Although none of the groups appearing on Where You Gonna Go?: Motor City Garage Bands 1965-1969 were household names, they were held in high esteem by music fans living in Detroit, Michigan, and its surrounding suburbs during the years the collection covers.
The lion’s share of Where You Gonna Go?: Motor City Garage Bands 1965-1969 is dedicated to the Unrelated Segments, who released a series of stupendous singles and skirted mighty close to harvesting nationwide success. Flashing a sound modeled on the Kinks, the Who, the Easybeats, and Paul Revere and the Raiders, the band wrote and waxed songs spewing angst and frustration. Assembled of tail-lashing rhythms and muscular choruses, the title cut of the disc — as well as “The Story Of My Life” and the intensely powered “Cry, Cry, Cry,” which features a dark and bluesy vocal performance worthy of Eric Burdon of the Animals — perfectly represent the group’s ability to emote and electrify.
The Unrelated Segments also tampered with folk pop in the shape of “It’s Gonna Rain,” while “Hey Love,” with its coupling of whirlybird keyboard quirks and jam-oriented guitar gymnastics, carries a sliver of a proto-progressive rock stance. From the Boys, there’s the teen crooner horn pop of “How Do You Do With Me,” a gutsy blues piece from the Unknowns called “Night Walkin’,” and the Quintette Plus check in with “Grits And Grease,” a spiffy instrumental that combines surf rock guitars with a surefire saxophone-soaked soul factor.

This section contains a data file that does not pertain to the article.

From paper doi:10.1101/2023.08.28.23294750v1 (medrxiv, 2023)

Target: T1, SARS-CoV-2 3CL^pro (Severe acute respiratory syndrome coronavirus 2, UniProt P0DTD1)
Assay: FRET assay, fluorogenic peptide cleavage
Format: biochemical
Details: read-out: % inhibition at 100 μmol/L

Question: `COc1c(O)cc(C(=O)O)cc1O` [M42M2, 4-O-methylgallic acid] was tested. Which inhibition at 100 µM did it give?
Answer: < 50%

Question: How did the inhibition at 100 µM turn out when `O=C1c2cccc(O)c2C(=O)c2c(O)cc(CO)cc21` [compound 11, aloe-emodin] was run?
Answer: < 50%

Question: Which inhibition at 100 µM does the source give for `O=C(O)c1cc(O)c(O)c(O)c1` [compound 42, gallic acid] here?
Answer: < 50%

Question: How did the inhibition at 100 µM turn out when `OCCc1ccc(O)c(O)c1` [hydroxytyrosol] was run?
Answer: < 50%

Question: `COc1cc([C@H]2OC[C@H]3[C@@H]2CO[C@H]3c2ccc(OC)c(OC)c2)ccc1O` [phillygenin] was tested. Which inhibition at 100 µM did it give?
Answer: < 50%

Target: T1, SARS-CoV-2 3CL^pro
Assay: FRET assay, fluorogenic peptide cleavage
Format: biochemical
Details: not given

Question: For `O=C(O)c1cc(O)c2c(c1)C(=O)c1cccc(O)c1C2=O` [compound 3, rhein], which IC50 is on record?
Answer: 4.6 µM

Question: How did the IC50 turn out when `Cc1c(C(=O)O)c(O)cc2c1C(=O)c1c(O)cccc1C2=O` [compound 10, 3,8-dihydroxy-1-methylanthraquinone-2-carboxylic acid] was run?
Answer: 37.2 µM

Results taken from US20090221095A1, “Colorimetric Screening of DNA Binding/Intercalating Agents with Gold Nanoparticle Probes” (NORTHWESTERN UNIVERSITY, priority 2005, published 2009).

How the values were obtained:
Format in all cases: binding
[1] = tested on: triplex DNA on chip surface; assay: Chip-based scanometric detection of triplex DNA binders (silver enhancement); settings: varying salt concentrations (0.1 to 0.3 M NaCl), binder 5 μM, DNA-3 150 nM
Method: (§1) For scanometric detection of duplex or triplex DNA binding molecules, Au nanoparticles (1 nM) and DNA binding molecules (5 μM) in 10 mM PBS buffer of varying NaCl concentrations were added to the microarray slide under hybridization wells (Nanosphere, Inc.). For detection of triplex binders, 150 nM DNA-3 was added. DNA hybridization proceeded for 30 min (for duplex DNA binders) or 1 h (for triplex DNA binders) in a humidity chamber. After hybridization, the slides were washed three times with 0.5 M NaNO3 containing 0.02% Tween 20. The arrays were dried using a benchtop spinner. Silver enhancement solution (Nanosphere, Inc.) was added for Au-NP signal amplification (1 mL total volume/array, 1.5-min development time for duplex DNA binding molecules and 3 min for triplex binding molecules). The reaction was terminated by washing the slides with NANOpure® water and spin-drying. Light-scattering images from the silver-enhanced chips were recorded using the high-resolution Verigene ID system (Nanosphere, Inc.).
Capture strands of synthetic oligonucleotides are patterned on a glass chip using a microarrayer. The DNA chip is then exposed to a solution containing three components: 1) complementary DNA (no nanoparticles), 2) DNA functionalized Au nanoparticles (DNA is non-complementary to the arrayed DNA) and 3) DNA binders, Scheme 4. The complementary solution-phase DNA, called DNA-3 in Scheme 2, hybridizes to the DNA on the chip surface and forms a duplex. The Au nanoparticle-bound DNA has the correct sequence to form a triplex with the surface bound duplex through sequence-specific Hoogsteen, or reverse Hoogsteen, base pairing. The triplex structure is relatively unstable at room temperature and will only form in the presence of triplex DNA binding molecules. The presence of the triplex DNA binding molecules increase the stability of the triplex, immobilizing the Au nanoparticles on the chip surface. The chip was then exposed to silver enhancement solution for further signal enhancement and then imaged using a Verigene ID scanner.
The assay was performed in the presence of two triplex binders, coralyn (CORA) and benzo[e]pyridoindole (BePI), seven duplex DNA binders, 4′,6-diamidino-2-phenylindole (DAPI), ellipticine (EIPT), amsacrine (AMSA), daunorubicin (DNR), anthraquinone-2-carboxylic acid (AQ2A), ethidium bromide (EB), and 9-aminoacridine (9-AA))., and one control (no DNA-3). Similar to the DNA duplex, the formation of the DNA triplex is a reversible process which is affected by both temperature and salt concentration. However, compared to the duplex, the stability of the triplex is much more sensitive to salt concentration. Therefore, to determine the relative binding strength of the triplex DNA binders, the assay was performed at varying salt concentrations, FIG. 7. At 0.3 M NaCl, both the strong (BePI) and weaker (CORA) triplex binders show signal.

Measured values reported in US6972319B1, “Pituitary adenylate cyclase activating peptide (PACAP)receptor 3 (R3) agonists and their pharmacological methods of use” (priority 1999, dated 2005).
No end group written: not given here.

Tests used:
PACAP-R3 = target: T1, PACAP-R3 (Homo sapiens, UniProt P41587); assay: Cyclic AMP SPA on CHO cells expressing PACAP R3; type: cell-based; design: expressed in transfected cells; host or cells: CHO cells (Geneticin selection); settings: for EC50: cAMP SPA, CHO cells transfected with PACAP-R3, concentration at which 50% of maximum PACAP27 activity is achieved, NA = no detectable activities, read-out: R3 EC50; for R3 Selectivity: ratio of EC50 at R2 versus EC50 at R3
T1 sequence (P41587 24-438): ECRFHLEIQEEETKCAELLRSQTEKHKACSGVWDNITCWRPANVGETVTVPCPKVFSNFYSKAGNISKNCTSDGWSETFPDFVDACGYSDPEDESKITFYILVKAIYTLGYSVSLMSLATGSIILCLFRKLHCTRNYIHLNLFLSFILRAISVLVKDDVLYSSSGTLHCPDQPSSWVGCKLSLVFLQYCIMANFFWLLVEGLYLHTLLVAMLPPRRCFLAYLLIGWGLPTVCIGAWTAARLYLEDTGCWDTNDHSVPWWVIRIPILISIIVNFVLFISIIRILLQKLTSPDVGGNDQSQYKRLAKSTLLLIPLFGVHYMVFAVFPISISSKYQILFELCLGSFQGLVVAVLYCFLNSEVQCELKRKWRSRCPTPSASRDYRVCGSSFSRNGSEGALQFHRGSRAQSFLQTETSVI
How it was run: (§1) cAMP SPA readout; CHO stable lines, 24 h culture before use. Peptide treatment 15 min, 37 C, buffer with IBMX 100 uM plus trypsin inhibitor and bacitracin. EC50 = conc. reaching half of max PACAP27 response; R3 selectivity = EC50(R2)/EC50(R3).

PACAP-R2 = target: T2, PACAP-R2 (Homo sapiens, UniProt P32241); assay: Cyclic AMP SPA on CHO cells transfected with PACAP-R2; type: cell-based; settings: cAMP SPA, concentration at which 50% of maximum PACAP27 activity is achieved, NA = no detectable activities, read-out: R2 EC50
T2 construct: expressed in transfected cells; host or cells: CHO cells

Skittish surf licks further fuel the fare on “I Couldn’t Care Less” by the Couriers, and the District Six’s versions of Love’s “7 And 7 Is” and Bob Seger and the Last Heard’s “East Side Story” are executed with pint upon pint of primal pulsations. Smirking and snarling with confidence and conviction, punctured with a steamy guitar solo, “Action (Speaks Louder Than Words)” from the Tidal Waves is a stone cold garage rock classic that nicks resources from both the McCoys and Paul Revere and the Raiders, and the Lykes Of Us exhibit their ballad skills on the frail but flowery “7:30 Said,” while “Tell Me Why Your Light Shines” rattles to a brisk and bubbly beat.
Rich with substance and motion, Where You Gonna Go?: Motor City Garage Bands 1965-1969 contains the sort of stuff any earnest pop or rock group from any era would be proud to claim.